#1
Hey y'alls! It's finally June. My birthday is on the 28th and I'm hoping to get a cajon and/or one of those handy-dandy, handheld mobile recording interfaces. I don't have the funds to dive into a professional recording studio, so I'm hoping to convert my family's little camp on the lake into a makeshift studio to record the album's worth of music I've got tucked away.

I can't imagine selling too many copies, and it'll work for what it is. Any tips, ideas?

The music won't have too many bells or whistles. Acoustic guitar, vocals, some bass guitar, cajon percussion (if I end up getting one) and some electric guitar sprinkles.

#2
Recording skill matters if you want good results. If you don't have a lot of skill or experience, find someone who does and bring them into the project.
"Your sound is in your hands as much as anything. It's the way you pick, and the way you hold the guitar, more than it is the amp or the guitar you use." -- Stevie Ray Vaughan

"Anybody can play. The note is only 20 percent. The attitude of the motherfucker who plays it is 80 percent." -- Miles Davis

Guthrie on tone: https://www.youtube.com/watch?v=zmohdG9lLqY
#3
Quote by Cajundaddy
Recording skill matters if you want good results. If you don't have a lot of skill or experience, find someone who does and bring them into the project.


Very good point. I've been interning at a recording studio as an engineer since October. I'd much rather just go into the studio and do things right, but lack of funds haunt me... (And I think it'd be fun just to stay for a week or so in a tiny cabin on a beautiful lake trying to make music).
I may just be selfish, but I think I have enough experience to make do with what I have... :P And shit, anything's better than the garbage recordings I've been getting through my laptop mic and Audacity...
#4
Quote by Mainer
Very good point. I've been interning at a recording studio as an engineer since October. I'd much rather just go into the studio and do things right, but lack of funds haunt me... (And I think it'd be fun just to stay for a week or so in a tiny cabin on a beautiful lake trying to make music).
I may just be selfish, but I think I have enough experience to make do with what I have... :P And shit, anything's better than the garbage recordings I've been getting through my laptop mic and Audacity...



An internship in a pro studio is absolutely the best way to learn the ropes. After 6months you should have a good working knowledge and good contacts to solve problems when they come up. Go for it!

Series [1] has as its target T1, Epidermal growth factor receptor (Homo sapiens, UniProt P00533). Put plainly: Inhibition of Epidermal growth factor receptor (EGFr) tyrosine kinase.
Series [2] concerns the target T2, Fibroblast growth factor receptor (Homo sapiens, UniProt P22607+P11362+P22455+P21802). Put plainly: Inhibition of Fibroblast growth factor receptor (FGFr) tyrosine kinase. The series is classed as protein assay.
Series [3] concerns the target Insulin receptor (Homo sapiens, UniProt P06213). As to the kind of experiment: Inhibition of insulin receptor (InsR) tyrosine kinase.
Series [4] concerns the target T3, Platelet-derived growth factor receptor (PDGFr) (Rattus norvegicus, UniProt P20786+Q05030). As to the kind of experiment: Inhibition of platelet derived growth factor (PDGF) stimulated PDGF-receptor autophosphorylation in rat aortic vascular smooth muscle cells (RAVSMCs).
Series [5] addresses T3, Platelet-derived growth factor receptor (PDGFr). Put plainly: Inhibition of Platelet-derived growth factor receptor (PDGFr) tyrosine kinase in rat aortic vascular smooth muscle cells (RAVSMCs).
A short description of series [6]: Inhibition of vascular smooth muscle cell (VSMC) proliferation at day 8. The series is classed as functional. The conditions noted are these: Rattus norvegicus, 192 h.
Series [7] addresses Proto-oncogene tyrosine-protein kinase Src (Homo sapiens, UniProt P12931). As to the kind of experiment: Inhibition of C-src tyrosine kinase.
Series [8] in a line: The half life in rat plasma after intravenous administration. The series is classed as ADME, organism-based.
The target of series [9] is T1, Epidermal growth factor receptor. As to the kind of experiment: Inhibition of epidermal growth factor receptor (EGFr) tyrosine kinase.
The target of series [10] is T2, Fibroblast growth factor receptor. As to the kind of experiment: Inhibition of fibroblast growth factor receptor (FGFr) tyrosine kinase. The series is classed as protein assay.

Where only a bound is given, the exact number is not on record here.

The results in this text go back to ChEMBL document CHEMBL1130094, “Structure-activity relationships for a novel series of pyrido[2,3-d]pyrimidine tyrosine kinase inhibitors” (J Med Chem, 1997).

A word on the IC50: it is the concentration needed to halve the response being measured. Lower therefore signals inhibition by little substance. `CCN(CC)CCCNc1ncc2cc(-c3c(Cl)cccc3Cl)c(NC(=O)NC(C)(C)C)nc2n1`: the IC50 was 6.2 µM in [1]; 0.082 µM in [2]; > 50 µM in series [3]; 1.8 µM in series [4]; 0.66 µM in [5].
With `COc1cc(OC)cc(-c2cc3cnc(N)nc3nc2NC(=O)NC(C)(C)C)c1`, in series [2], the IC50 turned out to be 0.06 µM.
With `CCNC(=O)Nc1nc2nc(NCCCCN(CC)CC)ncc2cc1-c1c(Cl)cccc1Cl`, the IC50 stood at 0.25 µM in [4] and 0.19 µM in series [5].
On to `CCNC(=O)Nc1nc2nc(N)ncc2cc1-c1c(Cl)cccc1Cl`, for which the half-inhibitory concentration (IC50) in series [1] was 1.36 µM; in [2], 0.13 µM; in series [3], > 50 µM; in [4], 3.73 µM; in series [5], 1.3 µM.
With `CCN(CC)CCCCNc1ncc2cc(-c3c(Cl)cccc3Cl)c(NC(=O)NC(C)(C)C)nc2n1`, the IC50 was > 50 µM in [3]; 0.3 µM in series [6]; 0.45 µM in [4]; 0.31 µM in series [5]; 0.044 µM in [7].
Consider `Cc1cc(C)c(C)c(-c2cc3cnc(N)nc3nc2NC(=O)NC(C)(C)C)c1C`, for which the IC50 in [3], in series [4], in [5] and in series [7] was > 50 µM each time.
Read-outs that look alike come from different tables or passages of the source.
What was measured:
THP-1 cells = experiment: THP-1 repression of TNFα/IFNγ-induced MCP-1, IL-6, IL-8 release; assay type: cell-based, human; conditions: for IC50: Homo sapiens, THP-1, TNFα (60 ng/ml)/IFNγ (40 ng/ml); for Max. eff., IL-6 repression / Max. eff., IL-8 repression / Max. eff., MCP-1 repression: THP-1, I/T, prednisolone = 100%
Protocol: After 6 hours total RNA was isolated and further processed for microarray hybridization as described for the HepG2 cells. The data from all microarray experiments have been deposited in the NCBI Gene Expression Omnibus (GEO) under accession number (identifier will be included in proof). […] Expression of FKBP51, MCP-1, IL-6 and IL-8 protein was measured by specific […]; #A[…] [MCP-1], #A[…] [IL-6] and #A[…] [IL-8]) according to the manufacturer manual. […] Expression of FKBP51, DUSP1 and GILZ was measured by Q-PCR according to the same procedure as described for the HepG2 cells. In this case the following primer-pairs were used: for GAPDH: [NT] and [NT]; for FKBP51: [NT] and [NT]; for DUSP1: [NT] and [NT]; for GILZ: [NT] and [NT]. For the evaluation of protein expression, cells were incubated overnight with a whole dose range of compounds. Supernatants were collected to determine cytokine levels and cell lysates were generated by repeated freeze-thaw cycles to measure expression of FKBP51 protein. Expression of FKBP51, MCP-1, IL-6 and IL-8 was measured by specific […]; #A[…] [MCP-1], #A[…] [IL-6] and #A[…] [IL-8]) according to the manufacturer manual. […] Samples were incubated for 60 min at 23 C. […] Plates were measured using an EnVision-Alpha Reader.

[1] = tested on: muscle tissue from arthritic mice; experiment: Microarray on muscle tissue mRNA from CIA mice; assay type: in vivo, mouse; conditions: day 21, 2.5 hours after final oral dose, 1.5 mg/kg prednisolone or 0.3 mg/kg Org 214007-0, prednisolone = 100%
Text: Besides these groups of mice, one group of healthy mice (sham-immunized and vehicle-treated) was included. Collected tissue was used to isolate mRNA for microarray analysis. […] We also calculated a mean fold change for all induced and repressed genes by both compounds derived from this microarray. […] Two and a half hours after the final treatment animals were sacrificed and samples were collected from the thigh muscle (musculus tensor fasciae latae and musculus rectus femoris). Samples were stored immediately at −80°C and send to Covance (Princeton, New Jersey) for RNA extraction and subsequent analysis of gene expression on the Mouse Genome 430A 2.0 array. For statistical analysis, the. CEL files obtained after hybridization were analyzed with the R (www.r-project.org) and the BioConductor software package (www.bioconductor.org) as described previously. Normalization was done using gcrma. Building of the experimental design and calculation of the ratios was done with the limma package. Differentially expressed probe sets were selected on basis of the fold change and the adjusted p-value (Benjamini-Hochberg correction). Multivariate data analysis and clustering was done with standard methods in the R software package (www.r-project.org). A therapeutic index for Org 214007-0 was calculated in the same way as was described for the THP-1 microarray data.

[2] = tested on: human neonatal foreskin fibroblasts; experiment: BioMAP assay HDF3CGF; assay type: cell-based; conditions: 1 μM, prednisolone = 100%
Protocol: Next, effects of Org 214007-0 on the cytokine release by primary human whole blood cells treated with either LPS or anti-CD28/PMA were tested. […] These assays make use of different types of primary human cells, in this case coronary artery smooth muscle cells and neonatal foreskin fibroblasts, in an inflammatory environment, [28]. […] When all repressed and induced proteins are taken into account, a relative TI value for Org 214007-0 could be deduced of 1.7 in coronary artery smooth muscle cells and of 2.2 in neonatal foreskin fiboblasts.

A few good mics, a decent interface, and some headphones should take you far.
"Your sound is in your hands as much as anything. It's the way you pick, and the way you hold the guitar, more than it is the amp or the guitar you use." -- Stevie Ray Vaughan

"Anybody can play. The note is only 20 percent. The attitude of the motherfucker who plays it is 80 percent." -- Miles Davis

Guthrie on tone: https://www.youtube.com/watch?v=zmohdG9lLqY
#5
Quote by Cajundaddy

An internship in a pro studio is absolutely the best way to learn the ropes. After 6months you should have a good working knowledge and good contacts to solve problems when they come up. Go for it!

A few good mics, a decent interface, and some headphones should take you far.

I'd go as far as to say that one good mic will get you really far, but you can probably get two mics with more specific applications for the price of one good one that'll shoulder everything.

What's the full gear plan?
Telecaster - SG - Jaguar
Princeton Reverb, Extra Reverb
P-Bass - Mustang Bass
Apogee Duet 2 - Ableton Suite
#6
I'd say get hardware multitrack recorder, I'm a fan of the Zoom R series recorders:
http://www.sweetwater.com/c1008--Zoom--Digital_Multitrack_Recorders

Since you mention cajon so I'd guess you might need condenser mic - try the AT2020, great for the price and start from there. If you can't afford condenser at starter stage the Zoom has a built in mic.

When you're ready to move on to production or mixing/mastering and need more power you can attach this as audio interface to the PC.

If price is too much, look at the older Zoom, Tascam, Korg, etc. multitrackers.